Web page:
Thus a portion of the fall-applied nitrogen is at risk of being leached deeper than the 30 inches that is normally considered the maximum depth from which corn extracts N. Having or being able to use a spad meter to check yellowing fields could be important this season to verify that foliar symptoms reflect true in-plant shortages.
We have talked about the expected insect feeding to occur at greater levels this spring, partly due to the warmer winter leading to greater survival. One insect and vectored disease that could occur would be the corn flea beetle and accompanying Stewart’s wilt.
This could be called a cousin of Goss’ wilt. It was a threat about eight years ago when we saw heavy flea beetle populations invade fields of V1 to V2 corn plants. More damage and disease vectoring was expected than what actually appeared. There were quite a few acres sprayed as the flea beetle populations reached high levels.
In the end it appeared that a high percentage of the popular hybrids possessed a good level of disease resistance.
Some entomologists are still expecting high populations of different white grubs. These could feed on many different row crops, hort crops and turf, especially near buildings or yard lights, and possibly near tree lines.
Applying a planting time insecticide or top-dressed planter box product might still be the best remedy for this problem.
A good and pertinent question is, “What should we expect for corn rootworm feeding problems this spring?”
Normally eggs generally hatch after 625 growing degree units have been accumulated, which is normally sometime in early- to mid-June. With the ground warming up early this year and the corn planted late in comparison, larvae will go hard after small plants or develop another strategy to gain their nutrition.
Everyone can have their own opinion on what they will do, but we may just have to see what happens. Fields that held significant populations should be scouted and dug regularly to make sure no corn root worm populations become severe.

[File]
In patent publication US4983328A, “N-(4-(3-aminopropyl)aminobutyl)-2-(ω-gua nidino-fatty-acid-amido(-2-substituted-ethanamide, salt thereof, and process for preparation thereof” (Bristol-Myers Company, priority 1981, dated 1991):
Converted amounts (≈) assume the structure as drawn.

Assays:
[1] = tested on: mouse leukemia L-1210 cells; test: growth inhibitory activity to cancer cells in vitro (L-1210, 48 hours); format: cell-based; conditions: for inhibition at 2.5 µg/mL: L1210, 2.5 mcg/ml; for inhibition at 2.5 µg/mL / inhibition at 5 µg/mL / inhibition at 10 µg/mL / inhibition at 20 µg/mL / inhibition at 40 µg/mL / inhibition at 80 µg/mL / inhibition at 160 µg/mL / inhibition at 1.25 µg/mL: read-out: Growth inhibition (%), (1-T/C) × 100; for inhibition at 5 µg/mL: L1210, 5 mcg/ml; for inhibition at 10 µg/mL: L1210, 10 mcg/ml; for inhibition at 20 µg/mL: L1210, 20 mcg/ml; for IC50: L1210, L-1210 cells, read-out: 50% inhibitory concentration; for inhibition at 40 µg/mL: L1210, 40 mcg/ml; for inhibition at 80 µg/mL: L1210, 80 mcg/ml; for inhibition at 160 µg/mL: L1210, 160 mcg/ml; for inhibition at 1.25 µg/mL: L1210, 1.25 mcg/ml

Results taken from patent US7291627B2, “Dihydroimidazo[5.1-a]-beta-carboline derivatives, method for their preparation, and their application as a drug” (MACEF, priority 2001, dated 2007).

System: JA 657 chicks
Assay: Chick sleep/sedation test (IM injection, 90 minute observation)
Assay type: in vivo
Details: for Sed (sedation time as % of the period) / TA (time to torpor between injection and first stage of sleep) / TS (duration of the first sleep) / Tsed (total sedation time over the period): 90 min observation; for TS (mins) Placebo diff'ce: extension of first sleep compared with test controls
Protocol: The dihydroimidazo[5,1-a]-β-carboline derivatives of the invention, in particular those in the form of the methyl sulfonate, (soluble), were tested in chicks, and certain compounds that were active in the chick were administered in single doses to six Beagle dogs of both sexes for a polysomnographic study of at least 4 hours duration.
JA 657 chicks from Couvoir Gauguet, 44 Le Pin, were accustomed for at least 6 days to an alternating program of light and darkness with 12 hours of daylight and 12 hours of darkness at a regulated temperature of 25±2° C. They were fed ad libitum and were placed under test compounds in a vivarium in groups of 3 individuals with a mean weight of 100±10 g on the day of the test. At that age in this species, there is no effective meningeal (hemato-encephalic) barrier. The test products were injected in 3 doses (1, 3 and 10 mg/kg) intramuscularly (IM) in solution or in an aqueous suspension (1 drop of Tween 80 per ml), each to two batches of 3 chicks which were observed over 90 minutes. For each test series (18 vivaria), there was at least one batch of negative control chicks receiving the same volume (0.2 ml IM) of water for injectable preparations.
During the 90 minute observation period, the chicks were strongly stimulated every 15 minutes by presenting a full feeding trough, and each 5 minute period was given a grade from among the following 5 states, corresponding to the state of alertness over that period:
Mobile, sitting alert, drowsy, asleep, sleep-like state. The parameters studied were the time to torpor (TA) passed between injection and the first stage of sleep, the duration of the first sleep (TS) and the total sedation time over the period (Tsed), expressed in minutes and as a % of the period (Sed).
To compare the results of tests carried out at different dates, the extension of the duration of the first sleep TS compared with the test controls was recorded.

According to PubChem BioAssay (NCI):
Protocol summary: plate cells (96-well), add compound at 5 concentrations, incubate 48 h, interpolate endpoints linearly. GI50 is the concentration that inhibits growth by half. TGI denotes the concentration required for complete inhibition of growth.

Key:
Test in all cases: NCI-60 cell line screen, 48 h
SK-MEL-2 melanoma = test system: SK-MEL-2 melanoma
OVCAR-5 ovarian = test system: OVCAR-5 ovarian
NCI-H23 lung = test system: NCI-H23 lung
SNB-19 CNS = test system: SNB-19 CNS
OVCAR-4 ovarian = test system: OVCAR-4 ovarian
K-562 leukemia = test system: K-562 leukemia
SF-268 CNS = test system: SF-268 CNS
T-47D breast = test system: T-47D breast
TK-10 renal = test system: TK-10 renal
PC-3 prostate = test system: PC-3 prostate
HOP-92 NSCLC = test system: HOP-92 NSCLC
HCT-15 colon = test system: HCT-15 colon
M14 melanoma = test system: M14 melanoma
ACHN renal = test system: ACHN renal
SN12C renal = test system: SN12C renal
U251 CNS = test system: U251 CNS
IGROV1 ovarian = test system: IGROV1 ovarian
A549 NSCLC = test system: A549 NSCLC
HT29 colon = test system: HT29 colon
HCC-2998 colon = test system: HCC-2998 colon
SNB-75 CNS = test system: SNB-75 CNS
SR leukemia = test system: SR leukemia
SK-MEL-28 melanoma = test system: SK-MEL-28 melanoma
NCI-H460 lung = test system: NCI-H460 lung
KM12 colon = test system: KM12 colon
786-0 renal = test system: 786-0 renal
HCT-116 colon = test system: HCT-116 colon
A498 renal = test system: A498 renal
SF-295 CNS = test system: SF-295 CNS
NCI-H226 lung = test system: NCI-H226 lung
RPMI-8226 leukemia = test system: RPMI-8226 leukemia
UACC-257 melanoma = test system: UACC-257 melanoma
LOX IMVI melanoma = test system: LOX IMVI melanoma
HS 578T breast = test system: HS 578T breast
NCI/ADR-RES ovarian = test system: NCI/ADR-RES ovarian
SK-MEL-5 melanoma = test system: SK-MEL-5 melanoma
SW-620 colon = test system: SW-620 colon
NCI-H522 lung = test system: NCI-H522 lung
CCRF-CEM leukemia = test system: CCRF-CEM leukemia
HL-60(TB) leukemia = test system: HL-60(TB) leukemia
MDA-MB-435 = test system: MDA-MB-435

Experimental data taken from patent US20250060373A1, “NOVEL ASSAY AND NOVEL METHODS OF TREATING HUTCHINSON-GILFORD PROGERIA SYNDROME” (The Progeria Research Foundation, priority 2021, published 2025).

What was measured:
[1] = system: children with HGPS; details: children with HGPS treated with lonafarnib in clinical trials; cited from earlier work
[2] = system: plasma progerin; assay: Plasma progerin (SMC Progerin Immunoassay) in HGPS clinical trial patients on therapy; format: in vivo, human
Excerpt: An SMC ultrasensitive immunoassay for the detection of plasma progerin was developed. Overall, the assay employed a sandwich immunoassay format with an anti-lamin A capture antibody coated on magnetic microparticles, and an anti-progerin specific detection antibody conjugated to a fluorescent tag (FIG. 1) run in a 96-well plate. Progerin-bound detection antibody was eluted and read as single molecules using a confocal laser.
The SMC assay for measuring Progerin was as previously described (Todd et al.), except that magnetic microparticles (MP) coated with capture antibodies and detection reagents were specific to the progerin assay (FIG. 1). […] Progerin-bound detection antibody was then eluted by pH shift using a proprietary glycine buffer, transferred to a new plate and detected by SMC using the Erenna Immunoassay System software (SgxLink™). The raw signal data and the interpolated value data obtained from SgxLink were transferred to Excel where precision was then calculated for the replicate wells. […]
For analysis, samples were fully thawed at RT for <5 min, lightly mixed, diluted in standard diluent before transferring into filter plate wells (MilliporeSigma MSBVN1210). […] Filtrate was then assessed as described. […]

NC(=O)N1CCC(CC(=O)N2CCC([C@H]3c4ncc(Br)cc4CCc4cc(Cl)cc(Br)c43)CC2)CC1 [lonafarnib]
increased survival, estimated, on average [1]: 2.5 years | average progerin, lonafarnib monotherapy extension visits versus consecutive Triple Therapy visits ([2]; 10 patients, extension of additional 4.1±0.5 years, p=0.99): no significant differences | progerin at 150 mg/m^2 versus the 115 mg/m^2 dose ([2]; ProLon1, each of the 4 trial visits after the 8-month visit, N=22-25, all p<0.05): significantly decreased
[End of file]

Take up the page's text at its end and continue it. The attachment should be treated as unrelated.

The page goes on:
In cases where a damaging level of feeding has been detected, the alternative treatment choices are few to none. We have seen good results and a cessation in feeding when applying Safe Strike to the foliage.
People are still noticing lots of moths in the vegetation and around buildings. Many of these have been identified as armyworm moths. The moths are going to try to lay eggs in any grassy margins or waterways.
In prior years and in other states these larvae have proven to be heavy feeders on grasses in those areas of crops bordering any grass strips. They should not be a serious problem, but definitely do not forget about them.
It was announced this week that Bayer Ag will be opening a large wheat breeding station near Seward, Neb. This should be a plus for the community and mean that a major European firm is stepping up and is intending to fill some of the gap left when many universities stepped away from public wheat breeding programs.
Small grains are still a big item in Europe as well as on the continents of Australia and South America. With the scary UG99 wheat rust on the horizon and the potential present for major acreage losses occurring as it spreads, ramping up production capacity and developing improved varieties will help producers in many states and countries.
Again the issue of food security includes a lot of focus on wheat, even if the acres within the U.S. and in the Corn Belt have decreased in recent years.
Be sure to keep scouting each field to see how the weed control is measuring up to expectations. With the many admonitions from Delta State weed specialists and farmers about how their weeds have become uncontrollable with the current total post programs and complete reliance on non-residual products, everyone needs to stay vigilant.
Products need to be applied at sufficient rates and on time. I think we have learned that if a patch of weeds looks like it has not been sprayed, but you know for sure that it was, then repeating the application and not checking the spots for a few weeks is not the thing to do.
Get out there and dig, look for symptoms and see what may have led to any failures. Escapes need to be dealt with by using different mode of action products and a developing a thorough explanation for any control failures.
Good luck with your planting progress.
Bob Streit is an independent crop consultant and columnist for Farm News. He can be reached at (515) 709-0143.